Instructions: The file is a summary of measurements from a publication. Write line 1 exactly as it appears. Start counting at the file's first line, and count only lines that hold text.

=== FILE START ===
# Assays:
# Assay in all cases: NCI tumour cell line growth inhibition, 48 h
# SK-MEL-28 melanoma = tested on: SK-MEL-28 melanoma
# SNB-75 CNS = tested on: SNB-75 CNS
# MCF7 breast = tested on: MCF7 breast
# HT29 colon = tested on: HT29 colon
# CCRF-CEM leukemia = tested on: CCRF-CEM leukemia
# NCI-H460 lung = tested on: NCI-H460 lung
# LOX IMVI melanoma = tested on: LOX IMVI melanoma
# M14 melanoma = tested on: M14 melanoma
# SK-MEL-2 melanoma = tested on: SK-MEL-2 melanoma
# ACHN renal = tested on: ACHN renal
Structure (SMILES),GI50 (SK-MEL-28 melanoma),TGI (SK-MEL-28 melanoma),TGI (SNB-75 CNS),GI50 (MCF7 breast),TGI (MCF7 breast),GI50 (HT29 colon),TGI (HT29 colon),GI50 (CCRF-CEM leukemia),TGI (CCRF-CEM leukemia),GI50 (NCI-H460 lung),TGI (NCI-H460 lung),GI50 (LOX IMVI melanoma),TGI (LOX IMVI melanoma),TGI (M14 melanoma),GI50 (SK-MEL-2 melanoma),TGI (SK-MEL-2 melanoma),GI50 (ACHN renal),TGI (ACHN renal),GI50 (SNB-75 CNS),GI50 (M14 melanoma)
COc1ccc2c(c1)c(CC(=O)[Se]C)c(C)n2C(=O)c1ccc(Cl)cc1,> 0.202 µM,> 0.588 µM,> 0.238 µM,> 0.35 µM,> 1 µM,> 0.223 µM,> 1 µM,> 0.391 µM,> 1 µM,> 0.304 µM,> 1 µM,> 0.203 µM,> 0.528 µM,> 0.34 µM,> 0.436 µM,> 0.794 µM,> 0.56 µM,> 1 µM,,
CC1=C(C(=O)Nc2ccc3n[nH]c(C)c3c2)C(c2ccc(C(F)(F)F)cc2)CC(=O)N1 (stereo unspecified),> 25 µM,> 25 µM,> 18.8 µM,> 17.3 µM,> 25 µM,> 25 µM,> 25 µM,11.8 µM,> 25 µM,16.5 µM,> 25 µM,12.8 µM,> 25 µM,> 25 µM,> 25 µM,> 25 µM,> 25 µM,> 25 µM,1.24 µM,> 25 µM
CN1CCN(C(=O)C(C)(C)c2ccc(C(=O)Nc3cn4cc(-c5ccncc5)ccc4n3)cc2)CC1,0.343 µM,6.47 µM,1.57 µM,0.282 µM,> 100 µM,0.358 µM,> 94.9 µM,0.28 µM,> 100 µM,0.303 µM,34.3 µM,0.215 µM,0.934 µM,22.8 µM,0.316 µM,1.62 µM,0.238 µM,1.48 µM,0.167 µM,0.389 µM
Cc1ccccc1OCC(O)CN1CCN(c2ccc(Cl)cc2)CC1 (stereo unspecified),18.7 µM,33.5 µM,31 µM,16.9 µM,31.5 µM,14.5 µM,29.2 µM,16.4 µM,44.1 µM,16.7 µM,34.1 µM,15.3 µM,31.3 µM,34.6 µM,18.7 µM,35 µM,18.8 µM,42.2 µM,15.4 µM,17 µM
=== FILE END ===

# Assays: